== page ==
I have news for you: you are imperfect. You are not actually going to be able to Do.It.All. Don’t forget, you ARE human. Remember this: when your kids see you not be perfect, it allows them the chance to allow themselves to make mistakes, too. And when they see you accept being “good enough” (or learning from your mistakes and growing, rather than getting upset and uptight, having a huff and giving up), they too will start to emulate that ability (which is a good thing. I’m sure you’ve heard of growth mindset…). Being good enough doesn’t mean shrugging and giving up when things don’t go your way. Instead, it is allowing for the possibility that in every ‘oops’ there is an ‘a-ha.’ By not being perfect, we start seeing possibilities for change, for improvement, for growth, for something different. Being “good enough” does not mean you are not nurturing. Beyond that, letting your kid not have Perfect Mom present allows him to learn how to do things for himself. Your kid packing his own lunch box is not your failure, my friend. That is the perfect opportunity for him to learn how to do one more thing for himself… and you know what? If he hates his pickle-and-peanut-butter sandwich, then he’ll learn not to pack that for himself next time. These are as important life lessons as are those BIGGIES like tying shoes, ABCs, and favorite Christmas traditions. Being a “good enough” mom actually helps your kid develop their own individual and independent skills that will successfully take them from under your roof to the great big world … and if you ask me, the more self-reliant they can be out there, the better.


Confession time: I am really really bad at basketball. Really bad, but you know what? When my kids ask, I go out there, and I play with them. They remember my being there more than if I manage to get the ball into the net each time we play (which, let’s be honest, will never happen anyway). It means more to them that I am out there, spending time with them, chatting about the latest in the world of basketball, who is on which team, and how many rebounds they may have made recently; that time spent means so much more than if I were to amaze them with my athletic prowess. I show up. And I laugh and giggle just like they do. In real life with the people who love you best, this is what matters more than if you ace every contest and can out-frost Betty Crocker. Show up, be present, be real. Belly laugh and get sweaty. Create those inside jokes. And seriously, leave the phone behind.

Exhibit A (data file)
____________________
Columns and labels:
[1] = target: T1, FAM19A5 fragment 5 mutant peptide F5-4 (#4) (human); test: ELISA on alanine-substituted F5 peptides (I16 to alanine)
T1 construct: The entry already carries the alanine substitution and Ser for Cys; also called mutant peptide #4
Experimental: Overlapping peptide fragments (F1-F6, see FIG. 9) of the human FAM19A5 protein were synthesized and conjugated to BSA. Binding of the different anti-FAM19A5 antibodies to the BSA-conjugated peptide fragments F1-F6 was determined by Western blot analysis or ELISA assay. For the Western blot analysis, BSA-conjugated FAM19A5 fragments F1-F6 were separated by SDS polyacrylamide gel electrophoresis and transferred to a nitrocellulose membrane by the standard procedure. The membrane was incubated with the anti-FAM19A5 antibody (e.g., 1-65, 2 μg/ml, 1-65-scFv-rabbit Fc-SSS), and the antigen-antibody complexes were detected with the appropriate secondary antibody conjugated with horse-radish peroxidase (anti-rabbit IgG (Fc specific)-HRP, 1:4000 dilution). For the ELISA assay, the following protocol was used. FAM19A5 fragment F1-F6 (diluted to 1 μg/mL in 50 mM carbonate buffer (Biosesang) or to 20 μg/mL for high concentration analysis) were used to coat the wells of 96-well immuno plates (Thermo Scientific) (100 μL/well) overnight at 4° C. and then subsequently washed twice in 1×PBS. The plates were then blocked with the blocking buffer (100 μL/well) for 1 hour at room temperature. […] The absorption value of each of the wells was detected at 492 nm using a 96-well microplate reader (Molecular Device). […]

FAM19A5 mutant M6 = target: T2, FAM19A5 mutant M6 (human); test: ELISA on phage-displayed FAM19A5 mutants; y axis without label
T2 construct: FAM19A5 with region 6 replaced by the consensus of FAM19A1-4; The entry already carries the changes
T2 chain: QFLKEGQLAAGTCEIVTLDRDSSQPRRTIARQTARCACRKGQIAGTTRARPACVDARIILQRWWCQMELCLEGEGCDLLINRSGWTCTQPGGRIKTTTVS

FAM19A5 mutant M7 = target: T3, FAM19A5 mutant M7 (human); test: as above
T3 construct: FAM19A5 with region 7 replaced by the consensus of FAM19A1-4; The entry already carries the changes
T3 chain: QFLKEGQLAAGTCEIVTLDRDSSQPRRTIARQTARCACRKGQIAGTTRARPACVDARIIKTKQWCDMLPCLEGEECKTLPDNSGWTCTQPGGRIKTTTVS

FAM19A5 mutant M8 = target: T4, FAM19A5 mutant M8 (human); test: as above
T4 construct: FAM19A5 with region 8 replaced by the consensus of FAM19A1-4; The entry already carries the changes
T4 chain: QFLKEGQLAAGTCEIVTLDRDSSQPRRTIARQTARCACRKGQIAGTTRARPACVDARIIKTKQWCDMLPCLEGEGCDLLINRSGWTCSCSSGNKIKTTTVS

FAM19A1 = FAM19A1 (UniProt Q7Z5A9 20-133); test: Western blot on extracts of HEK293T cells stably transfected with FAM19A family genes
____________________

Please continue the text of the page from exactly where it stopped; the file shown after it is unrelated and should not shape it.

Good enough means being there when you can. Good enough means ordering in when you need to. Good enough means googling the darn long division (there are about a dozen methods, anyway). Good enough means taking a Me day from work when you need it. Good enough means taking the time for a mani/pedi or a hair appointment because you need the down time. Good enough means using a mix for the cake or brownies, and making the batch together with your kid(s). Good enough means making sure the ones who matter know how much they matter each and every day.


So you don’t wear high heels to pick up your kids from preschool. So you wear the same exercise pants two days in a row. Sometimes your gift wrapping job on the birthday gift isn’t going win any Martha Stewart awards. Be good enough. And accept that it is, indeed, good enough. This is the truth, my friends: people do not see your flaws as vividly as you do. (Okay, admittedly, nor will they see your accomplishments as clearly, either.) What they do see is you trying, showing up, doing your best, and they appreciate it. Especially the people who matter the most.

For further reading:


http://www.readbrightly.com/good-enough-parent-better-than-perfect/


https://www.todaysparent.com/family/parenting/good-enough-parenting/


https://www.healthyexpatparent.com/post/2016/08/17/yet


https://blogs.psychcentral.com/mindful-parenting/2013/09/the-gift-of-the-good-enough-mother/


http://www.huffingtonpost.com/sheila-quirke/mom-enough_b_1528132.html